Overreaching is a term used to describe an acute training phase during which you temporarily increase the training volume, load, and/or intensity as part a specific training strategy to gain a specific training outcome. When properly programmed, overreaching can be an effective and important part of a training cycle. Unlike Overtraining Syndrome (OTS), overreaching is an actual training strategy to build strength and/or performance. Although it typically results in additional fatigue and soreness, you can easily recover with a few days of rest and a specific recovery plan. After resting, the desired outcome is an obvious improvement or supercompensation in that specific sport or activity.
Overreaching is an important component of high-quality training. When utilizing overreaching, please be aware of the potential to develop Overtraining Syndrome (OTS). Please refer to 12 Tips to Prevent Overtraining Syndrome for the warning signs. Overreaching is an advanced training concept and shouldn’t be utilized by novice individuals regardless of the sport or activity.
Why risk Overtraining Syndrome to incorporate overreaching into your training?
- Overreaching helps your body to perform the extra steps needed to produce more results in a shorter period of time.
- Overreaching helps you “shock” the body in order to improve. During a short period of time (days to weeks), you push yourself to a state of being nearly overtrained prior to backing off. This is more than the typical overload you are attempting with regular training.
- Supercompensation occurs as you push yourself to the limit. Then you pull back from the brink of being overtrained as you transition into a rest and recovery phase, which is outlined in 12 Tips to Prevent Overtraining Syndrome and 10 Tips to Self-Treat Overtraining Syndrome.
- Quality intermediate to advanced training plans incorporate a stair step increase in performance with 3-4 intermittent bouts of overreaching throughout a typical periodized training year. Make sure that your training plan is right for you.
6 tips on how to safely overreach to advance your training:
- A planned and programmed overreaching session should last no longer than 1-2 weeks.
- Increase your training, intensity, and/or volume no more than 40%. For example, if you typically run 50 miles a week, then plan on a week or two of 70 miles before your scheduled rest and recovery days. You may also choose to combine two harder variables in one training session. Combine a long run with challenging hills, a tempo session with speed work, or take a long run after performing a high intensity interval training session (HIIT).
- Watch for the following warning signs of overtraining syndrome: feeling fatigued sooner during the workout; excessive fatigue or soreness; changes in appetite (larger or smaller); and a longer post workout recovery time. If you’re experiencing these symptoms, then you are into overreaching and on the verge of overtraining. Depending on how much longer in the phase you need to progress, you may need to discontinue your overreaching training plan and initiate your recovery protocol.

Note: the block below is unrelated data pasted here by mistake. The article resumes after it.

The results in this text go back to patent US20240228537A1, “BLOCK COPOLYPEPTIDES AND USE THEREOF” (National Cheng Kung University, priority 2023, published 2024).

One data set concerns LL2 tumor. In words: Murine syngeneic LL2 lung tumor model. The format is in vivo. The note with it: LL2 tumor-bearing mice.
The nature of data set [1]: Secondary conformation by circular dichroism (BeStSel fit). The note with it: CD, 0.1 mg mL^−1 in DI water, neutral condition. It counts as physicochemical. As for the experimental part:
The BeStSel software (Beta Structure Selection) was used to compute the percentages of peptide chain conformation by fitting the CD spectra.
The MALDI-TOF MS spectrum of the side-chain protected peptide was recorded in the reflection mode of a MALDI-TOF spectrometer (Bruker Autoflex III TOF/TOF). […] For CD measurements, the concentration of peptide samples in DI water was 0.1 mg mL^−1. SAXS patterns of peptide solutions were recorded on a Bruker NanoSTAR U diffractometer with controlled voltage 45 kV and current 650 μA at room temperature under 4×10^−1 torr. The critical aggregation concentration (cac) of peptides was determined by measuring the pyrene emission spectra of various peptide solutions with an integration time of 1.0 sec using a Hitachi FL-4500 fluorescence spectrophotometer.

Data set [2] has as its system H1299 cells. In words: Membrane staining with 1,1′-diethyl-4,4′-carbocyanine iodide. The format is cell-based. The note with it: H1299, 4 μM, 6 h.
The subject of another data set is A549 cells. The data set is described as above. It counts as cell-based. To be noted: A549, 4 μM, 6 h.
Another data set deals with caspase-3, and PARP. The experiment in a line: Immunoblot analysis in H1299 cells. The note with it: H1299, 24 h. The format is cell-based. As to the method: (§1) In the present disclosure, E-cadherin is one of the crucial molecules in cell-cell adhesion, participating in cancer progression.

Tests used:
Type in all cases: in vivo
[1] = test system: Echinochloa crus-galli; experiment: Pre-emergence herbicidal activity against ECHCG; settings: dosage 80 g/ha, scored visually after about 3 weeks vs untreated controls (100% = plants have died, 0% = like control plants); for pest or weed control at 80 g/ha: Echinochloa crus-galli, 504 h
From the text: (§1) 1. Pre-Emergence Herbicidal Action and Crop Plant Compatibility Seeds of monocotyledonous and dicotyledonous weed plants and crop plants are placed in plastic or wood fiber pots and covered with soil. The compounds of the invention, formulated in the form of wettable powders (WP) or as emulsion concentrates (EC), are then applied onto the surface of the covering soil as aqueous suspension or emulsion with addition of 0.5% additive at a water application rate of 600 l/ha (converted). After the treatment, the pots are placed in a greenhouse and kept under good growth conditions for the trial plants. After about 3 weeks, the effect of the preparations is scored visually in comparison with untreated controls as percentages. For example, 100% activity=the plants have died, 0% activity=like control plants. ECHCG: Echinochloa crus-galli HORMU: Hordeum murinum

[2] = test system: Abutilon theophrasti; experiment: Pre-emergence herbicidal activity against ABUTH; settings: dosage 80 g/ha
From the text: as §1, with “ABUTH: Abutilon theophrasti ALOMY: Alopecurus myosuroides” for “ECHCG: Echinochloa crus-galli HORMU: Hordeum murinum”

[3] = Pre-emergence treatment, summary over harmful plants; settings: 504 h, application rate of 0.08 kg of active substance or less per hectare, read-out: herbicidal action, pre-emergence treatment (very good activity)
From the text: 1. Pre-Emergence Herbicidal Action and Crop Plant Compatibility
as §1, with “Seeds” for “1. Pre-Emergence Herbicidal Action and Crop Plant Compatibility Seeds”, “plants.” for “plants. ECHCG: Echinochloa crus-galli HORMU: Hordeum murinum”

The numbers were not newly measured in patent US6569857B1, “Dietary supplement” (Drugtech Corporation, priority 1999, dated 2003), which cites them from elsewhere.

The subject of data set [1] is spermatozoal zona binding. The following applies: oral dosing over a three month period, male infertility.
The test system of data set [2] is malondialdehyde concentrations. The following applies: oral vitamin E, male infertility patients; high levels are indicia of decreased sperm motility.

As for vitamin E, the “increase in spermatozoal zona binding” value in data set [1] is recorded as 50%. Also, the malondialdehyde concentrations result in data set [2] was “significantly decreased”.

- During the overreaching cycle, be sure to properly recover between each bout of exercise. Implement specific recovery strategies including: extra sleep; adequate nutrition and hydration; proper supplementation; and foam rolling.
- Plan a 5-7 day recovery protocol. Several methods to help you to recover are outlined in outlined in 12 Tips to Prevent Overtraining Syndrome and 10 Tips to Self-Treat Overtraining Syndrome. Find more recovery tips in Muscle Cramping & Spasms – Treatment Options.
- Once you complete your recovery time, continue with your training plan. Take note of where you are and how you feel in your training. If you are feeling well and are demonstrating improvement, be sure to adjust your training plan by appropriately tapering up the volume and/or intensity to match your added gain. For example, if you were squatting 200 lbs. as a part of your work sets, you may increase the weight by 5-10% for a total of 210 or 220 lbs. This would also be the case for any other exercise or running distance and/or pace.
Overreaching can be an excellent method to speed up and quickly advance in your training. Overreaching increases your risk of developing Overtraining Syndrome (OTS). It should be performed carefully and thoughtfully as part of a complete training plan. Overreaching should always be followed with an equally thought out rest and recovery protocol. During your overreaching cycle, document your training and recovery strategies so that you can refine your process. It will make your next attempt at overreaching even more effective and safe in the future.
Discover how you can continue to train hard and avoid the associated poor performance, illness, and injury that can result in lost training days and opportunity!
In my book, Preventing and Treating Overtraining Syndrome, I show you how to recognize the risk factors and symptoms of OTS. You’ll learn how to utilize prevention strategies to help you develop a personal training strategy that will allow you to push past your limits and prior plateau points in order to reach a state of what is known as overreaching (your body’s ability to “supercompensate”). This will speed up your results, so that you can train harder and more effectively than ever before! In addition, learn how to use the foam roller (complete with photos and detailed exercise descriptions) as part of a health optimization program, recovery program, rest day or treatment modality.